In The Wars, Timothy Findley is continually showing how the experience of war affects every other aspect of life through the constant presence of death. This is particularly true of romance. As Lady Juliet d'Orsey remembers:
Everything was sharp. Immediate. Men and women like Robert and Barbara—Harris and Taffler … you met and you saw so clearly and cut so sharply into one another’s lives. So there wasn’t any rubbish. You lived without the rubbish of intrigue and the long drawn-out propriety of romance and you simply touched the other person with your life.
Lady Juliet is one of the more conventionally romantic characters in the narrative, and her remark, while it expresses the transformative nature of war on human relations, does not capture its violence. She falls in love with Robert Ross when she is only a child of twelve and wants him to love her. She even remains loyal to Robert for years after he is disfigured and disgraced, at a point when her love has already been severely tested by the revelation of his affair with her sister, Lady Barbara.
When Juliet sees Robert and Barbara having sex, their violence shocks her, and she thinks that Robert must be harming her sister. In fact, it is Barbara who is the more sexually aggressive of the two, and the sexual violence of her relations with Robert foreshadows his brutal rape by four soldiers in the next and final part of the novel. Barbara is promiscuous and predatory in her relations with men, moving quickly from Jamie to Taffler to Terry to Robert. Her attitude reflects that of the soldiers who grasp at any opportunity for sex because death is so close, and she callously discards both Jamie and Robert as soon as they are disfigured by their injuries.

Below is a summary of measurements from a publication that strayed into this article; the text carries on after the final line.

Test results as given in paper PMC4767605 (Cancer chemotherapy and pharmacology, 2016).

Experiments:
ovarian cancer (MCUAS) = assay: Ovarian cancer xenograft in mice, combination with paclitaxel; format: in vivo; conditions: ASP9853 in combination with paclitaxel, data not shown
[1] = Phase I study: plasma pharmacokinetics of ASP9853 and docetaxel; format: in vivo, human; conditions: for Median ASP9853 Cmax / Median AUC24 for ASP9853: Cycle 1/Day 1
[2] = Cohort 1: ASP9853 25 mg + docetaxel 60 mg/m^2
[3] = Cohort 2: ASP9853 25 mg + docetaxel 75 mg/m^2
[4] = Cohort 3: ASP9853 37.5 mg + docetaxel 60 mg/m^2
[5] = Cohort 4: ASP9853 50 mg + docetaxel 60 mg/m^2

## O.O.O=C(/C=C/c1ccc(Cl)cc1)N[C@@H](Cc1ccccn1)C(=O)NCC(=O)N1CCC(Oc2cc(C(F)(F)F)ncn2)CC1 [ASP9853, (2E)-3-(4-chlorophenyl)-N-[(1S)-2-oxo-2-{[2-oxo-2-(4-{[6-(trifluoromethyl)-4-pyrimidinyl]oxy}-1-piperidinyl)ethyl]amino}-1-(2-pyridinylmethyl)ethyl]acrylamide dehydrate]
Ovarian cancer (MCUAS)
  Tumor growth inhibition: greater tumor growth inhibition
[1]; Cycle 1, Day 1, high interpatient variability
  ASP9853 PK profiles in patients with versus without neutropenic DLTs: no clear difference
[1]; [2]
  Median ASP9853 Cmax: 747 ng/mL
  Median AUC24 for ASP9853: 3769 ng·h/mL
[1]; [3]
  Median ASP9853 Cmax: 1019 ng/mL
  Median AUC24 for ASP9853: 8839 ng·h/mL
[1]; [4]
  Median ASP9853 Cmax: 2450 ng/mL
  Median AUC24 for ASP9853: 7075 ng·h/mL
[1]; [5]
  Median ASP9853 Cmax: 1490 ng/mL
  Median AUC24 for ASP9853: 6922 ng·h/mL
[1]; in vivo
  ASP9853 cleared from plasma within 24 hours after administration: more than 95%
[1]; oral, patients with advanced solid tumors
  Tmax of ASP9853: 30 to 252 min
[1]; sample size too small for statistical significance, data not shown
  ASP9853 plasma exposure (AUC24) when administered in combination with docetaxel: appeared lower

The protagonist, Robert Ross, is named after a writer who was more famous for his private life, and particularly his homosexuality, than for anything he wrote. The real Robert Ross was the man with whom Oscar Wilde had his first love affair. One of the ways in which romance is affected by war in The Wars is that male friendships are intensified and eroticized as men go into battle and endure hardships together. Robert feels an innocence and purity in his love for Harris that is similar to Juliet's devotion to him, but Harris dies, and Robert's experience of homosexual sex is brutal and non-consensual, fueled by desperation and power dynamics rather than any romantic feelings.
At the beginning of the novel, Findley asserts that violent death changes everything, from the perception of normality to the possibility of memory:
What you have to accept at the outset is this: many men have died like Robert Ross, obscured by violence. Lawrence was hurled against a wall—Scott entombed in ice and wind—Mallory blasted on the face of Everest. Lost. We're told Euripides was killed by dogs—and this is all we know. The flesh was torn and scattered—eaten.
Throughout the narrative, romance, heterosexual and homosexual, is cut short, made impossible, or warped into violence by the intense experience of war.